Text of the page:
Wounds That Never Heal

This post started out as something entirely different and morphed into this. A word of warning, it might make you cry.

My mom is firmly in the dog person camp. We always had one, if not two. Always. When I was growing up, I never knew what it was like to not be greeted by a wagging tail or two upon returning home. My mom loves dogs. Cats, not so much.

Being Tigger is what do what Tiggers do best.
Being Tigger is what do what Tiggers do best.

When I was roughly five, I still had a firm grip on my baby blanket. It went everywhere I did. I was also a big fan of Winnie The Pooh and Tigger was my favorite character. Tigger was a cat. My mother, I suspect now, wanted me to get rid of said blanket so she offered me a trade. One cat for one baby blanket. The cat needed somewhere to sleep, you see. Quite ingeniously, I named our new feline friend Tigger. Tigger was the best cat ever. And I’m not just saying that. He even won my mom over. He was patient and gentle and very affectionate. Tigger never put up a fuss when my sister and I dressed him up in doll clothes and put him in a stroller. He was our baby. That cat lived forever. I think he was 20 years old when he finally went peacefully.

Nearly fifteen years ago, when I was barely an adult, I had a bunch of animals. I had two cats, two dogs, a rat and even some fish. I was also in an abusive relationship. One of my cats became very sick on Thanksgiving eve. I had just moved to a new city a few days before and didn’t know where to take him. I was going to take him to an emergency vet that night, but Mr. Abusive convinced me it would be cheaper if I waited until morning. The next morning, my beautiful gray cat with the amber eyes was peacefully curled up in a ball, dead. I cried. I felt guilty. Maybe I could have saved him if I had taken him that night.

The next week, my rat died. She also died peacefully in her sleep. I didn’t think anything untoward of it since she was very old for a rat. She was over four. I buried her in the yard next her her feline compatriot.

My dog was a German Shepherd/Yellow Lab mix. She had the coloring, coat and face of a yellow lab, but she had the shape of a Shepherd. She had the best characteristics of both breeds. She was cuddly, smart, loyal and a hell of a watchdog.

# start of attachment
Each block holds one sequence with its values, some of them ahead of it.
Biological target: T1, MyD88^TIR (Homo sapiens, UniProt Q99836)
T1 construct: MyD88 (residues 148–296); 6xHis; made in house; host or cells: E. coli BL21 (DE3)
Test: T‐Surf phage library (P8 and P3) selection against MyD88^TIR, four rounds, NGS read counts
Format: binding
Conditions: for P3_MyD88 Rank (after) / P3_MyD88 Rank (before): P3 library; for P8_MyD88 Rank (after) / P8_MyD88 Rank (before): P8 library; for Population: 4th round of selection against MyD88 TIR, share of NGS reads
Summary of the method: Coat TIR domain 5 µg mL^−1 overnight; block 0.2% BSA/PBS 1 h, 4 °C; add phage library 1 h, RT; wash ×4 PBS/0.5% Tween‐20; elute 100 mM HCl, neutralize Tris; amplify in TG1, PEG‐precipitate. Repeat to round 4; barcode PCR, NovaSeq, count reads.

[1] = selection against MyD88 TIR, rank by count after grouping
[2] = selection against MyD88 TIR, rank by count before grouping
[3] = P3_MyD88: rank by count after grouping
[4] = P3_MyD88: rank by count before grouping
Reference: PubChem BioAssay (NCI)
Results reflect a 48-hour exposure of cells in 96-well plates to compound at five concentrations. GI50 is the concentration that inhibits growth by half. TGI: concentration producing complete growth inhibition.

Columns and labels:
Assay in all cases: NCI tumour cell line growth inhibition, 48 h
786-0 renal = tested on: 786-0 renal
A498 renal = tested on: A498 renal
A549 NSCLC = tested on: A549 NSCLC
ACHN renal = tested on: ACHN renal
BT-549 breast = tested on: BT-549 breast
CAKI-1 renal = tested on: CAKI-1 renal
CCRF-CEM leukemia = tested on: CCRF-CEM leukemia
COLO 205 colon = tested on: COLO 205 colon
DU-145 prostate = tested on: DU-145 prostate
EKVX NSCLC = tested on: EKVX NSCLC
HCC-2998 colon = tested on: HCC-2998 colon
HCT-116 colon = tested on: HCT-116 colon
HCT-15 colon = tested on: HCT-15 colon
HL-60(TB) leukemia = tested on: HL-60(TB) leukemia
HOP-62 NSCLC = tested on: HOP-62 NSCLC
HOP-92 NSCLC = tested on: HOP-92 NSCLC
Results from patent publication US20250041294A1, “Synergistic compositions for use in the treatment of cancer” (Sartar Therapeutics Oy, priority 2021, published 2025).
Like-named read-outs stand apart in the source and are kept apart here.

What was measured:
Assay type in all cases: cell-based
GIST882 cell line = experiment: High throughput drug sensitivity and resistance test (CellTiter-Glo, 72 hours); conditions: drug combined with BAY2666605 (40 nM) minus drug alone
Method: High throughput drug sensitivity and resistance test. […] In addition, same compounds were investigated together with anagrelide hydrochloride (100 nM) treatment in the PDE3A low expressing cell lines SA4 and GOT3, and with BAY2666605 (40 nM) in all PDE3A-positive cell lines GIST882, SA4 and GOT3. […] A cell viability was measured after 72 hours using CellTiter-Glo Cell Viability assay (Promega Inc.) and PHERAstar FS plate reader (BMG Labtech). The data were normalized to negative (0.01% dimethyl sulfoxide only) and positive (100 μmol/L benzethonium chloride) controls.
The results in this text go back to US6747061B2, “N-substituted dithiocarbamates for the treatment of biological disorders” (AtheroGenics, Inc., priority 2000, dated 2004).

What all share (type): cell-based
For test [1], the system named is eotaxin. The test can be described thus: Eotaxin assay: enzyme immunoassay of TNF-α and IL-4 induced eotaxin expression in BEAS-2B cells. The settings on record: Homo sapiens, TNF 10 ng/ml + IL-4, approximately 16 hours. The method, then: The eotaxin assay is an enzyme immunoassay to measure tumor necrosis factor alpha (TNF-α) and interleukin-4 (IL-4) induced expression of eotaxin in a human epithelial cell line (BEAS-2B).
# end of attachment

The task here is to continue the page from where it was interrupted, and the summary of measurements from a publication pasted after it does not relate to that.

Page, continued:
When I still lived in southwest Detroit, there was a police helicopter, a ghetto bird, flying overhead, flashing a spotlight into my neighborhood. I let her out to see what was what. She took flight to the fence-line, started barking and then she was quiet. I couldn’t see a thing. Suddenly, the ghetto bird flashed its light into my yard. I saw her suspended three feet off the ground by her teeth which were attached to someone’s calf.

Police cars rolled up the alley and asked to come into my yard. It took some doing to get her jaw unclenched from that bloody calf. The policemen patted her head and she wagged her tail, still bloody about the mouth. She got a commendation for catching a man who had just murdered three people in a drug squabble a couple blocks away. The man was armed and could have shot her to get her loose if he had had enough time. Fortunately he didn’t.

When my dog was nearly two years old, I came home from work one day to find a tiny, shivering ball of fur in my living room a few feet away from a little puddle of pee. What the hell is this thing? I said to Mr. Abusive. It’s a puppy, he said. Well, clearly I can see that, but what is it doing peeing in my living room?

Apparently, the fluffy little peeing thing was found by our neighbors on the next block. Whomever had brought him into the world had him chained up on a vacant lot with no food, water or shelter in the middle of winter. Someone had put cigarettes out on him and who know what else. His fur was matted, and he was skinny and dying. Our neighbors couldn’t keep him so Mr. Abusive said we would without even checking with me first.

It pissed me off that he had taken him in without a thought to my desires, but one look at that unfortunate little creature was enough to win me over. He became my dog. It just worked out that way. He was half Border Collie and half Bouvier, both herding dogs and both incredibly smart. He was too smart for his own good. He was not like my other dog, self assured and confident in everything. His early days of abuse stuck with him and he needed my protection and his big sister’s, too. My older dog and I shared him.

Nine months later, after my cat and rat died, I was settling into my new home. I had a job. My new life in my new city was starting to take shape. I came home one day expecting to be greeted by my dogs as usual. There were no wagging tails.